Corpus (2015-2016) is a series of interventions into the recycling collection points around Central. These recycling collection points are like the river mouths of the waste cardboard route. They buy not only cardboard waste, but also other kinds of waste: metal, plastic, other paper. They then compress these waste into bales that they deliver to the port.

Being part of a waste collecting group, and having access to a trolley, I now had a reason to liaise with the recycling collection points. I exchanged my waste cardboard not for money, but for experimenting with them. After a few failed attempts, I found the simplest kind of intervention that is non-intrusive. I noticed that the compression machine operators would put structural layers at the ends of a bale, to keep it together. They carefully cut and trim these layers, made of stronger cardboards. So I requested them to use my drawings as their structural outer layers, and they agreed.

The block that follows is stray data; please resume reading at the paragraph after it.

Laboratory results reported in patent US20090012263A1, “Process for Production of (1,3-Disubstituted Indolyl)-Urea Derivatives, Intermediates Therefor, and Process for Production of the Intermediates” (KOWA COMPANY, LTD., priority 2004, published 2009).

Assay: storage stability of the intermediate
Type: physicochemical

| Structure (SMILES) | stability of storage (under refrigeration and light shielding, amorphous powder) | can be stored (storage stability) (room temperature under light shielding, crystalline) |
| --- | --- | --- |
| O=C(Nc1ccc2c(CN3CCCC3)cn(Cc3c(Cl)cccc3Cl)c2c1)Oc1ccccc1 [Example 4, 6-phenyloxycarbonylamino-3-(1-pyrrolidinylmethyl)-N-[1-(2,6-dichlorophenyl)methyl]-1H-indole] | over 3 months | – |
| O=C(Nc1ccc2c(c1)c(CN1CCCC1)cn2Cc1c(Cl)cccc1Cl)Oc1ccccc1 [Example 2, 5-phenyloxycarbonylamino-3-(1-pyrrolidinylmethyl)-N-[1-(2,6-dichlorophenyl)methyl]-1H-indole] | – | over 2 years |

As my transactions with the Sheung Wan recycling point grew into a relationship, they also allowed me rides in their truck to the transit port at Heng Fa Chuen/Wan Chai. I followed the bales, with traces of Wall Drawings as their outer layers, to this transit port. Most of the bales are let go here. This is Delta.

Approaching the making of Five Tonnes of Homes and Other Understories (2016), through Delta I found other recycling collection points. Working with them gave me more understanding of the system. In the meanwhile, the Wall Drawings evolved from being decorative to being narrative. The machine operators eventually started recognising the route while working on the bales. They started asking questions about the Filipino domestic workers’ activity that were unfamiliar to them.

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